My first experience of being on a royal tour was also the first overseas trip for the Duke and Duchess of Cambridge. Huge crowds and infectiously positive energy, their eight-day travels across Canada in 2011 felt like the potential start of a modern chapter for the British monarchy. It was, as an enthusiastic Kate told me during a pitstop on Prince Edward Island, “an amazing opportunity to meet people of all different backgrounds and learn from them”.
It’s been 11 years since that moment and, while I’ve been on a number of successful foreign visits since then, recent royal travel has left me questioning just how much has actually been learned. As the modern world fervently tackles critical social challenges and undoing mistakes of the past, the sepia-tinted formula for the House of Windsor’s global travel has found itself held back by the palace’s reluctance to change anything if it still works.
But as the Cambridges’ ill-fated tour of the Caribbean in March proved, these trips no longer do. Billed as a “charm offensive” to shore up support for the monarchy across the islands, the colonial throwbacks and poorly advised photo-ops ended up having the opposite effect on the Bahamas, Jamaica and Belize (who have all individually expressed the desire to become republics). Damage control began before the wheels of William and Kate’s plane had even hit the tarmac in the UK, with Kensington Palace aides eagerly briefing journalists that lessons have been learned and next time the itinerary will be more mindful. But while a revised line-up of engagements may help the somewhat tired formula of royal walkabouts, ceremonial welcomes and cultural events, it doesn’t solve the other problem affecting the monarchy on tour—the royals themselves.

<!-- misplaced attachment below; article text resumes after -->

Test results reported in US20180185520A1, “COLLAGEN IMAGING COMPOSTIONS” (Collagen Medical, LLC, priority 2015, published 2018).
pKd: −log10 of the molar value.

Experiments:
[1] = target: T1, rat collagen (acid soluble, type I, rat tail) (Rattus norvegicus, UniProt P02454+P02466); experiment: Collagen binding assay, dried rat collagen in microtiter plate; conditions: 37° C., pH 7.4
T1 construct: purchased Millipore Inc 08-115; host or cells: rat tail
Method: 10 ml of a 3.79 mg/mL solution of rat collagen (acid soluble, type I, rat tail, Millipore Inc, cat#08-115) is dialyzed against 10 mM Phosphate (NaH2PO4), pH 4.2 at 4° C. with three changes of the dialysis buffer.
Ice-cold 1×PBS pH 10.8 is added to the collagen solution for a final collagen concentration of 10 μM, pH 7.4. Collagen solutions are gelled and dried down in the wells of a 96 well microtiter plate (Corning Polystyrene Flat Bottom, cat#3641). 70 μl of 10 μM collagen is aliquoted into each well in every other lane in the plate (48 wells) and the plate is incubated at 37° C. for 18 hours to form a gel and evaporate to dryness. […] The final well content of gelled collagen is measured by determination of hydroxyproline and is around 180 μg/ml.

Last week, the cabinet of Antigua and Barbuda looked on in horror as Prince Edward—in the country with the Countess of Wessex on behalf of the Queen—laughed off an opportunity to engage in meaningful conversation with prime minister Gaston Browne, who had sat with the couple for several minutes to explain the need for reparatory justice and the lasting impact that the transatlantic slave trade and colonialism has had on the islands. “I wasn’t keeping notes, so I’m not going to give you a complete answer,” the 58-year-old chuckled, before sidestepping the issues completely.
Given this painfully awkward moment had been preceded by a letter from the country’s Reparations Support Committee referring to the royal family’s previous “phoney sanctimony” over slavery, the Earl of Wessex’s tactless response not only lacked diplomacy but was also a show of complete disregard for a country that had respectfully welcomed them with open arms. It was also a diss to protestors in St Vincent and the Grenadines, who less than 24 hours earlier had stood outside a cocoa plantation the couple were visiting with banners reading “Compensation Now” and “Britain Your Debt is Outstanding”.